The Left Is Eager To Establish the Rules of What Should Be Censored
Voltaire said, “I disapprove of what you say, but I will defend to the death your right to say it.”
President Donaled Trump urged social media companies to “let everybody participate — the good and the not so good.”
Facebook CEO Mark Zuckerberg was asked in Congressional hearings if his company “subjectively manipulates algorithms” to push its own agenda and censor conservatives.
His response? That Facebook not only creates tools for people to connect with others, “but to make sure those tools are used for good.”
What is good? Well, the geeks at social media companies create algorithms deciding what is good.
But when it comes to political issues, citizens do not agree on what is good. That’s why we vote.
Facebook promises political neutrality and has guidelines of what content is unacceptable — such as violence, criminal behavior, etc. — and what content qualifies as objectionable.
What is objectionable content? Rep. Nancy Pelosi’s comments are objectionable to me, but I let her babble. Social media, however, decides what is objectionable and censors it.
Dennis Prager is a syndicated radio talk show host and writer. Non-profit Prager University creates videos on political, economic and philosophical topics from a conservative perspective.
More than 80 PragerU videos have been restricted by Google/YouTube. Prager believes it was because of his political viewpoint. Restricted videos included Harvard Law Professor Alan Dershowitz on the founding of Israel. Others include: “Why America Must Lead,” “The Ten Commandments: Do Not Murder,” “Why Did America Fight the Korean War.”
Prager filed a lawsuit to stop Google/YouTube from censoring PragerU videos. Google/YouTube claimed that censorship of certain PragerU videos was because they were inappropriate for younger audiences. The 9th District Court Judge Lucy Koh dismissed the case. Prager then filed legal action against YouTube/Google for restricting several of its videos as age-inappropriate, despite containing no adult language or graphic material.
Diamond and Silk are a pro-Trump duo who made a name for themselves on social media. They now appear regularly on Fox TV, do a “chit chat tour,” and appeared before Congress about alleged censoring of conservative viewpoints.
A movie to be released in October follows the duo through Maxine Waters’ Los Angeles congressional district to Washington D.C. Trying to put the movie’s teaser on Facebook, Diamond and Silk were censored and deemed “unsafe to the community.”
“Why in the Zuck does Mark Zuckerberg keep Zucking with us?” the duo wrote on Facebook. “They use to discriminate against you because of the color of your skin, now they are discriminating against you because of the color of your politics.”
Robert Spencer is the director of Jihad Watch, a Shillman Fellow at the David Horowitz Freedom Center, and a Christian first-generation American. He is the author of 18 books, including many New York Times bestsellers.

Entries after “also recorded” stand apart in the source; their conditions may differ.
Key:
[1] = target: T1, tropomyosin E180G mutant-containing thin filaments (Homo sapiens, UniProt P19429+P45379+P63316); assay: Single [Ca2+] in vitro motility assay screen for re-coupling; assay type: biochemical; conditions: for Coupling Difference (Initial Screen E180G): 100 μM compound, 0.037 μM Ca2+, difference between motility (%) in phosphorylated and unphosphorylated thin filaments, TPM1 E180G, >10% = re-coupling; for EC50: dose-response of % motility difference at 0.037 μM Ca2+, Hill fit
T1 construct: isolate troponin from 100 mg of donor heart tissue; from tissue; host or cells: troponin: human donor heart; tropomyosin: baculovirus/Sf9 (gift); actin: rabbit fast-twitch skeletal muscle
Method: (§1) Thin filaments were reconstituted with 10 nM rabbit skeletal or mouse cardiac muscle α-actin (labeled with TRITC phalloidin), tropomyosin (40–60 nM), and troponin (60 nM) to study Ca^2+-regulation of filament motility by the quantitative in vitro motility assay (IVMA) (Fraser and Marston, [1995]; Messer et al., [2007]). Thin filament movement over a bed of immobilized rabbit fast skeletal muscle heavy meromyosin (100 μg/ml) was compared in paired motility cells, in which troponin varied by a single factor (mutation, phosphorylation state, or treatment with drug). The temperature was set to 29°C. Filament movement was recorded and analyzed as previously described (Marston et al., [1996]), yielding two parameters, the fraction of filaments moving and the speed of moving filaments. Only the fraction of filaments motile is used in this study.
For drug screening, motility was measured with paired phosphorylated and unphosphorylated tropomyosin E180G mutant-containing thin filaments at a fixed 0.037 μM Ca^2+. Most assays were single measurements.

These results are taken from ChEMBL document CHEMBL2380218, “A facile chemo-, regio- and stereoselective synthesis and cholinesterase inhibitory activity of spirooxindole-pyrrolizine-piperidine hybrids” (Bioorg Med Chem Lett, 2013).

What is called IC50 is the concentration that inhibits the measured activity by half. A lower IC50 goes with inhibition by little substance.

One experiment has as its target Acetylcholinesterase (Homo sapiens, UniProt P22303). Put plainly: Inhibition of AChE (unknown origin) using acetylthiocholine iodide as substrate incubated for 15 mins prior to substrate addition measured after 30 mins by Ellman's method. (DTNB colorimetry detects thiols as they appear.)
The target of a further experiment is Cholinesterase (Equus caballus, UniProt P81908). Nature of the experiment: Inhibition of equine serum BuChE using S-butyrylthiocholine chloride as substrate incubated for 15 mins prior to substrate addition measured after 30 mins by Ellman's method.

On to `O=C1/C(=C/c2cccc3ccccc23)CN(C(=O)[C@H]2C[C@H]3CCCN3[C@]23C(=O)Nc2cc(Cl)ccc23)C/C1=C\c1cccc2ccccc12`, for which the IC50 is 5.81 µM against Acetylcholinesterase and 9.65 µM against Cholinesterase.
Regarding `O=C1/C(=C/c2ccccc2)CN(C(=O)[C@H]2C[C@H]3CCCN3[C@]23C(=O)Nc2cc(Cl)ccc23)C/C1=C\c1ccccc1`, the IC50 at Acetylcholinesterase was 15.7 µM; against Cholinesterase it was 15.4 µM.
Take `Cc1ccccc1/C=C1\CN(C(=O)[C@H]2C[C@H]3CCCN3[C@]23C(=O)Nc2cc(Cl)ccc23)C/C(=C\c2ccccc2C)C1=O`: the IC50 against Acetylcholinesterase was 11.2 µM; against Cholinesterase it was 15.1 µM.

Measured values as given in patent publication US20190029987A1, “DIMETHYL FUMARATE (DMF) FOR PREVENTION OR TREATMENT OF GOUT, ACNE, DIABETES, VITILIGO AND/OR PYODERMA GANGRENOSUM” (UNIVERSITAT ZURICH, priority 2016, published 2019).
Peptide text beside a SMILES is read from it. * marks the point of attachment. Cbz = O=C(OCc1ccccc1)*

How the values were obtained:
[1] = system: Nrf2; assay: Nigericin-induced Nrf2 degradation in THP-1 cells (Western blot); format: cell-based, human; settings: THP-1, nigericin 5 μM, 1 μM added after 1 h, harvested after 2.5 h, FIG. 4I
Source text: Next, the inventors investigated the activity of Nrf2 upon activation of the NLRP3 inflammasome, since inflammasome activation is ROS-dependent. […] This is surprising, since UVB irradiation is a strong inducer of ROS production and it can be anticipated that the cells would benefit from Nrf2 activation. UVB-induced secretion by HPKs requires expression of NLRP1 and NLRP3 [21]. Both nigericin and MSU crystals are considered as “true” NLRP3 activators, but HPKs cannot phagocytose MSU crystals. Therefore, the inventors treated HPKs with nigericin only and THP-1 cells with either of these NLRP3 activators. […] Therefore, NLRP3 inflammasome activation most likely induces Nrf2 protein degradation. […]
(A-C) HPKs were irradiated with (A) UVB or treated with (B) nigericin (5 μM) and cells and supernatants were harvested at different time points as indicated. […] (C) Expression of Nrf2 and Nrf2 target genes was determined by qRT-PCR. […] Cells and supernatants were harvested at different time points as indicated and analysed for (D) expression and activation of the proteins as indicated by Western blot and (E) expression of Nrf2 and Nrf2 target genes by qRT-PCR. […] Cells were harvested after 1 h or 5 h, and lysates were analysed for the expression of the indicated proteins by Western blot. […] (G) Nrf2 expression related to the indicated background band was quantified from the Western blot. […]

Spencer led seminars on Islam and jihad for the FBI, the United States Central Command, United States Army Command and General Staff College, the U.S. Army’s Asymmetric Warfare Group, the Joint Terrorism Task Force, the Justice Department’s Anti-Terrorism Advisory Council and the U.S. intelligence community. He has discussed jihad, Islam, and terrorism at workshops sponsored by the U.S. State Department.
Under orders of then-Homeland Security Director John Brennan, Spencer was dropped from federal training programs. During Brennan’s time as Station Chief in Saudi Arabia, there were unconfirmed reports that John converted to Islam. However, he was sworn into office on the Constitution, not the Bible.
The Southern Poverty Law Center is no longer about helping southern poor. SPLC campaigns to silence those it disagrees with. Facebook, Google, YouTube and Twitter all accept SPLC’s verdict when determining which organizations are hate groups. The SPLC proclaims that Spencer is a hate-group leader.
He is not, yet Facebook and Twitter have blocked thousands from reading many of Robert’s posts.
A Facebook spokesman said the company is open to regulation. Congress regulating what is censorship, or what is objectionable content, would increase government’s size and is not the best solution. Instead there should be an evaluation of gargantuan social media companies under anti-trust legislation.
Some state attorney generals are coordinating legal strategy with reference to anti-trust violations of Facebook and Alphabet (Google’s parent company) and complaints about conservative speech restrictions. Attorney General Jeff Sessions is starting to look into alleged abuses of large social media companies.
Enforcing anti-trust laws on social media giants would accord free market competition, without an overwhelming market share adversary. This could provide results that even Voltaire would love.
Darlene Casella is a former English teacher, a stockbroker, and owner/president of a small corporation. She lives in California, and can be reached at firstname.lastname@example.org.
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